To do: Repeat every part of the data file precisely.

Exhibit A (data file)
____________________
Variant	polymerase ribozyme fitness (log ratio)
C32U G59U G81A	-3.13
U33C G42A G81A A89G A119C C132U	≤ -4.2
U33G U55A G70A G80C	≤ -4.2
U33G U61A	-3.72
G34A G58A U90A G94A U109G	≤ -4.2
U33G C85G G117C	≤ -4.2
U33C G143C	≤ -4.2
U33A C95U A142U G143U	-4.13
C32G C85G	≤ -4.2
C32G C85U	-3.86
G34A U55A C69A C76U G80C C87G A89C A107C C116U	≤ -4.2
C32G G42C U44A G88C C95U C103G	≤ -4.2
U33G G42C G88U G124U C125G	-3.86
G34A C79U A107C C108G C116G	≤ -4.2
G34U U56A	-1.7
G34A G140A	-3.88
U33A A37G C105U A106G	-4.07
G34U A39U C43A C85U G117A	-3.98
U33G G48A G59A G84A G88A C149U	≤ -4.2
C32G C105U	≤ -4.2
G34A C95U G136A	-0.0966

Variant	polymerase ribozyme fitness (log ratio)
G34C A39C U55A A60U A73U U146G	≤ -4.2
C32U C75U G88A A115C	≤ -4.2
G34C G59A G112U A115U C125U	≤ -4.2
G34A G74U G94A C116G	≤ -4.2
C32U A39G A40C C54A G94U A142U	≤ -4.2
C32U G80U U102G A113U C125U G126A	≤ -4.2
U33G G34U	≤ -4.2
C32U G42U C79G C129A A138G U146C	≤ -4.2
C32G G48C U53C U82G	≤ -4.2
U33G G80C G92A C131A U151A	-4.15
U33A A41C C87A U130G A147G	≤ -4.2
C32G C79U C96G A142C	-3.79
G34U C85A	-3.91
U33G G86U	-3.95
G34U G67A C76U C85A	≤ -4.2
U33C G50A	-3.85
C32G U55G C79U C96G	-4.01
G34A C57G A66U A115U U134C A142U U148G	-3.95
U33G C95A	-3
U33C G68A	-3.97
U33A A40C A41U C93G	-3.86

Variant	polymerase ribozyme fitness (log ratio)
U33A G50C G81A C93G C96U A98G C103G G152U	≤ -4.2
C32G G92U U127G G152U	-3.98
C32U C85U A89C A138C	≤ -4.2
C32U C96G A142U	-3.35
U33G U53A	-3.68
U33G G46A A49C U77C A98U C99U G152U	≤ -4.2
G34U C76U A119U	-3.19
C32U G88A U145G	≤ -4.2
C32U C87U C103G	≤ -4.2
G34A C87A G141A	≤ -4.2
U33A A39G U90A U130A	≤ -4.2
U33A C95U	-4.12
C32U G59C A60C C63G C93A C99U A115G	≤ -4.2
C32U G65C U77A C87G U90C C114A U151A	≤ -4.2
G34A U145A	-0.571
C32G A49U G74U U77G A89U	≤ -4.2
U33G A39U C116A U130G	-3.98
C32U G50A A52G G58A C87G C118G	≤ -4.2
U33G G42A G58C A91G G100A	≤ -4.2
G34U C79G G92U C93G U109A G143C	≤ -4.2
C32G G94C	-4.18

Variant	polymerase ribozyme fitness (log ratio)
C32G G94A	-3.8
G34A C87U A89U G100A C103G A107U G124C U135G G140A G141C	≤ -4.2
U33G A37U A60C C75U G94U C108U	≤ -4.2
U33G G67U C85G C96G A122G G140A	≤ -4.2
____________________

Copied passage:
Variant	polymerase ribozyme fitness (log ratio)
C32U G59U G81A	-3.13
U33C G42A G81A A89G A119C C132U	≤ -4.2
U33G U55A G70A G80C	≤ -4.2
U33G U61A	-3.72
G34A G58A U90A G94A U109G	≤ -4.2
U33G C85G G117C	≤ -4.2
U33C G143C	≤ -4.2
U33A C95U A142U G143U	-4.13
C32G C85G	≤ -4.2
C32G C85U	-3.86
G34A U55A C69A C76U G80C C87G A89C A107C C116U	≤ -4.2
C32G G42C U44A G88C C95U C103G	≤ -4.2
U33G G42C G88U G124U C125G	-3.86
G34A C79U A107C C108G C116G	≤ -4.2
G34U U56A	-1.7
G34A G140A	-3.88
U33A A37G C105U A106G	-4.07
G34U A39U C43A C85U G117A	-3.98
U33G G48A G59A G84A G88A C149U	≤ -4.2
C32G C105U	≤ -4.2
G34A C95U G136A	-0.0966

Variant	polymerase ribozyme fitness (log ratio)
G34C A39C U55A A60U A73U U146G	≤ -4.2
C32U C75U G88A A115C	≤ -4.2
G34C G59A G112U A115U C125U	≤ -4.2
G34A G74U G94A C116G	≤ -4.2
C32U A39G A40C C54A G94U A142U	≤ -4.2
C32U G80U U102G A113U C125U G126A	≤ -4.2
U33G G34U	≤ -4.2
C32U G42U C79G C129A A138G U146C	≤ -4.2
C32G G48C U53C U82G	≤ -4.2
U33G G80C G92A C131A U151A	-4.15
U33A A41C C87A U130G A147G	≤ -4.2
C32G C79U C96G A142C	-3.79
G34U C85A	-3.91
U33G G86U	-3.95
G34U G67A C76U C85A	≤ -4.2
U33C G50A	-3.85
C32G U55G C79U C96G	-4.01
G34A C57G A66U A115U U134C A142U U148G	-3.95
U33G C95A	-3
U33C G68A	-3.97
U33A A40C A41U C93G	-3.86

Variant	polymerase ribozyme fitness (log ratio)
U33A G50C G81A C93G C96U A98G C103G G152U	≤ -4.2
C32G G92U U127G G152U	-3.98
C32U C85U A89C A138C	≤ -4.2
C32U C96G A142U	-3.35
U33G U53A	-3.68
U33G G46A A49C U77C A98U C99U G152U	≤ -4.2
G34U C76U A119U	-3.19
C32U G88A U145G	≤ -4.2
C32U C87U C103G	≤ -4.2
G34A C87A G141A	≤ -4.2
U33A A39G U90A U130A	≤ -4.2
U33A C95U	-4.12
C32U G59C A60C C63G C93A C99U A115G	≤ -4.2
C32U G65C U77A C87G U90C C114A U151A	≤ -4.2
G34A U145A	-0.571
C32G A49U G74U U77G A89U	≤ -4.2
U33G A39U C116A U130G	-3.98
C32U G50A A52G G58A C87G C118G	≤ -4.2
U33G G42A G58C A91G G100A	≤ -4.2
G34U C79G G92U C93G U109A G143C	≤ -4.2
C32G G94C	-4.18

Variant	polymerase ribozyme fitness (log ratio)
C32G G94A	-3.8
G34A C87U A89U G100A C103G A107U G124C U135G G140A G141C	≤ -4.2
U33G A37U A60C C75U G94U C108U	≤ -4.2
U33G G67U C85G C96G A122G G140A	≤ -4.2